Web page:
The Pentagon this week admitted to having 2,000 troops in Syria, a far cry from the 503 the Obama administration said was in the war-torn country. This American troop presence (or increase) in Syria is the status quo, and it’s indefinite.
Earlier this week, a Pentagon official told Agence France Presse (AFP) that “The U.S. military plans to stay in Syria as long as necessary to ensure the Islamic State group does not return.”
“We are going to maintain our commitment on the ground as long as we need to, to support our partners and prevent the return of terrorist groups,” the spokesperson added.
This approach to the Syrian conflict echoes American policy in its forever wars including such hot spots as Afghanistan, Somalia, and Yemen to name a few.
How did we get here? How did the mission in Syria successfully creep from supporting local partners with air strikes to the Pentagon all but saying flat out that they expect to be involved in Syria for the foreseeable future?
Defense hawks in Washington blasted President Barack Obama’s failure to escalate the American role in Syria—most notably his unwillingness to follow through on his 2013 “red line” threats about the Assad regime’s use of chemical weapons. The prevailing narrative among Obama’s biggest critics are that this not only reduced U.S. credibility in the region and beyond, it directly contributed to the conflict.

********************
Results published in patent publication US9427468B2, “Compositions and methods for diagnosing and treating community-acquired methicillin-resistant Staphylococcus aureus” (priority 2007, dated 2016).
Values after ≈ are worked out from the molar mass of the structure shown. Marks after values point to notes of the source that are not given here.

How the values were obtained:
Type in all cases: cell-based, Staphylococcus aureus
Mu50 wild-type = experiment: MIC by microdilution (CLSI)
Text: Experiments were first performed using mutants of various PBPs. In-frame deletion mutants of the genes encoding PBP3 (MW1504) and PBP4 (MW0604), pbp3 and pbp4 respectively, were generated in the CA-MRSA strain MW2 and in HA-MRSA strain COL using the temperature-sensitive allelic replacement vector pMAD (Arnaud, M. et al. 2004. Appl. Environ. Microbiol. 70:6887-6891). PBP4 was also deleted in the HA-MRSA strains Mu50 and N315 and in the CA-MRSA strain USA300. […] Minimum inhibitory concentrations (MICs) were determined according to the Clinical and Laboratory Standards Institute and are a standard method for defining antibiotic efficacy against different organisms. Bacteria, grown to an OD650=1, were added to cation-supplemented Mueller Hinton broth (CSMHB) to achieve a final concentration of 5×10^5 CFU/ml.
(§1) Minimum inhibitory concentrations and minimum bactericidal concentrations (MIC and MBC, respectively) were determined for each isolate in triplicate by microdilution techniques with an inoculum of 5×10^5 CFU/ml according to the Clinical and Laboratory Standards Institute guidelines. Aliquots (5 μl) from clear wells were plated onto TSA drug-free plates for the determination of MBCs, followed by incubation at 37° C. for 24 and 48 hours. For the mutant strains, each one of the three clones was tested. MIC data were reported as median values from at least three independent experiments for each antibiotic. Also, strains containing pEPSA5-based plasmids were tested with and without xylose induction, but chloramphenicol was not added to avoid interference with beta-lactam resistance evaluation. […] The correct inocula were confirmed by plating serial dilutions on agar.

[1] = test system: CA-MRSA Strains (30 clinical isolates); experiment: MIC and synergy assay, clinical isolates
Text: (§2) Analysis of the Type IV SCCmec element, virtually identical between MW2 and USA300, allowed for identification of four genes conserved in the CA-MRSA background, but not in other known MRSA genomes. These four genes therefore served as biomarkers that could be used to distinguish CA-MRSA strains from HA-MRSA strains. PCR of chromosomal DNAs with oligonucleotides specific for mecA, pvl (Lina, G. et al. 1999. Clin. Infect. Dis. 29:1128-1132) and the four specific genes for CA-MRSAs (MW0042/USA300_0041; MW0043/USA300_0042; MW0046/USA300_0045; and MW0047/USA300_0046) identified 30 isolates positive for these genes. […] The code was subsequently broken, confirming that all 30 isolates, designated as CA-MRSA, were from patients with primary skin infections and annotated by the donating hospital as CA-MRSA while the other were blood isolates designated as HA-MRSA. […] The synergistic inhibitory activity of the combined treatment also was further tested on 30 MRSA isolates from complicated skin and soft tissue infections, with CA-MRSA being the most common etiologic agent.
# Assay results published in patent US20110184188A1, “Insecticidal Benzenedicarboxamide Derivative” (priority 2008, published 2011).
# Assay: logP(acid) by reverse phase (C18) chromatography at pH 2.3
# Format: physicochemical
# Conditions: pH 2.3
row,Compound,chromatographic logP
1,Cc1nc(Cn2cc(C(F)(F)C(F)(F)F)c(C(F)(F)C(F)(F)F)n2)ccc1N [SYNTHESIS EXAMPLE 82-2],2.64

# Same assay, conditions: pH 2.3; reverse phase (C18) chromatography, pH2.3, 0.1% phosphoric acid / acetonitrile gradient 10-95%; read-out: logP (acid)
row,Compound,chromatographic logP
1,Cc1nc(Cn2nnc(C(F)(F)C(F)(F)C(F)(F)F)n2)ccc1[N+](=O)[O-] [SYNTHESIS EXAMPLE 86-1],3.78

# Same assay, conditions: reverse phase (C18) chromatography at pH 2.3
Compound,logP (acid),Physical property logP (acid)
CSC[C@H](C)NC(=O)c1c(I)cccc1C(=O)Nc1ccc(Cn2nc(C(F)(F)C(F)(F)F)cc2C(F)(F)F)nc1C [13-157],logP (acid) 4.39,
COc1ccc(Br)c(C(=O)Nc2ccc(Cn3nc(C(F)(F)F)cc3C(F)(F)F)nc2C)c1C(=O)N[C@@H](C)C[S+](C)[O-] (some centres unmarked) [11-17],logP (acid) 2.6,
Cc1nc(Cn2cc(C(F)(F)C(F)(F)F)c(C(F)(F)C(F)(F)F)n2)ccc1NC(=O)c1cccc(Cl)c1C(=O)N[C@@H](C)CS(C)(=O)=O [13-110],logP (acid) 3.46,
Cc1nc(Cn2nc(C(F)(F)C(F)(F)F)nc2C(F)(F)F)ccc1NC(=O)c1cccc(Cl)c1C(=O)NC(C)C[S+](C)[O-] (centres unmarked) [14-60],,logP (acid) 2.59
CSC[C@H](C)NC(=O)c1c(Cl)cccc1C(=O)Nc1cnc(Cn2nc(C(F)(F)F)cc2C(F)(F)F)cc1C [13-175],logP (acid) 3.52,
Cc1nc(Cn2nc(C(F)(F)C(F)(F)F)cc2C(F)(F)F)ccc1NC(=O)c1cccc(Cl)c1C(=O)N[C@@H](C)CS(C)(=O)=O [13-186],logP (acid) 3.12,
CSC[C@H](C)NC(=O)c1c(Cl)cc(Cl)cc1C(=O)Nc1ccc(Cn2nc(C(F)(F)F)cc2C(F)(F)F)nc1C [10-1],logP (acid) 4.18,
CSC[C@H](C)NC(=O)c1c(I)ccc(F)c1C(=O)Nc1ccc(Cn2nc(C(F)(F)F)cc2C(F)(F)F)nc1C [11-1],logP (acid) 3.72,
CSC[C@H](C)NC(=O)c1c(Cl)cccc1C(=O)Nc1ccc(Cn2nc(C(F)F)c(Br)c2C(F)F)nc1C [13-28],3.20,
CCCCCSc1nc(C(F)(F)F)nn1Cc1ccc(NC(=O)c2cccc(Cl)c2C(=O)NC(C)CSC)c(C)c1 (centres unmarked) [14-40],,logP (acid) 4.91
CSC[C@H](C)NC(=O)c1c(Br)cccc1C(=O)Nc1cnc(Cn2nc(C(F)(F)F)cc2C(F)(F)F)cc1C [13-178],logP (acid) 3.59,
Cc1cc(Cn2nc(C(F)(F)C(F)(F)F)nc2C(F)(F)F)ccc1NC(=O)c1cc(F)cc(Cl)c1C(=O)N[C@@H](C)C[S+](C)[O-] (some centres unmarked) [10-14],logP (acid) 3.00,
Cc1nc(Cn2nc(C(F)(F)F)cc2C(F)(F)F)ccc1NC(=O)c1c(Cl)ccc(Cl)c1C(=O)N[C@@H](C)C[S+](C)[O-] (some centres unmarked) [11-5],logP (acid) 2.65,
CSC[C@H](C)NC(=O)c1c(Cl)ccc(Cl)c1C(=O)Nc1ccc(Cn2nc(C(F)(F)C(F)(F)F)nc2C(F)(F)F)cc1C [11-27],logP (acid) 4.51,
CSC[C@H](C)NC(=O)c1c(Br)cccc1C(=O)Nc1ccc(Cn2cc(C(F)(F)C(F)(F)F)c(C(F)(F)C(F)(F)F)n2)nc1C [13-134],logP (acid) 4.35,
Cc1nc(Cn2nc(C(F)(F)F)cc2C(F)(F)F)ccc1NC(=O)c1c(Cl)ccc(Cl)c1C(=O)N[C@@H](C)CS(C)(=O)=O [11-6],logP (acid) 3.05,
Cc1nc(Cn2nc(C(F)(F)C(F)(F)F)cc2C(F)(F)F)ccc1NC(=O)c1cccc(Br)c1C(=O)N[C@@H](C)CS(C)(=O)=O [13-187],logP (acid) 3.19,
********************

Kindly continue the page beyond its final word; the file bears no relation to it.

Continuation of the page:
The previous administration favored diplomatic channels over sole military might, but in 2013 when Obama went to Congress for authorization to target the Syrian regime, he was rebuffed. President Trump, on the other hand, didn’t go to Congress in April when he launched 59 tomahawk cruise missiles against a Syrian air base.
Rather than deploy American forces tasked with toppling Damascus, the Obama administration decided to enter the conflict in another way: to first recognize the Syrian opposition, and later arming and training anti-Assad groups in their fight against ISIS.
Shortly after, the mission began to creep.
What began with air strikes supporting local forces in their fight against ISIS, Operation Inherent Resolve saw the deployment of U.S. troops in Iraq and Syria by May 2015. In addition to training Iraqi and Syrian forces, U.S. special operation teams were conducting ground raids against the Islamic State. By May 2016, Americans were fighting shoulder-to-shoulder with Syrian rebels.
Congress never voted on whether or not to allow missile strikes against Assad’s regime, or what role U.S. troops are playing in Syria. Instead of having a public debate that American voters would have an opportunity to provide input into, decisions about the war in Syria are being made by those who are unaccountable to the American people.
Currently, the American involvement in Syria summons a never-ending war.
Who is accountable? Congress seems comfortable to sideline themselves when it comes to their Constitutional duties to debate and declare war.
The Pentagon says they are supporting partners and preventing terrorist groups like ISIS from reemerging. This strategy (if you can call it one) indicates that “winning” is when terrorists don’t show their heads, but there will always be a possible resurgence of ISIS, or another group. Just as there will always be people willing to call themselves partners of the U.S.
This mission creep guarantees that American lives will eventually be lost in Syria. The least Congress can and should do is to be actively engaged and to make the hard decisions war (and the Constitution) requires.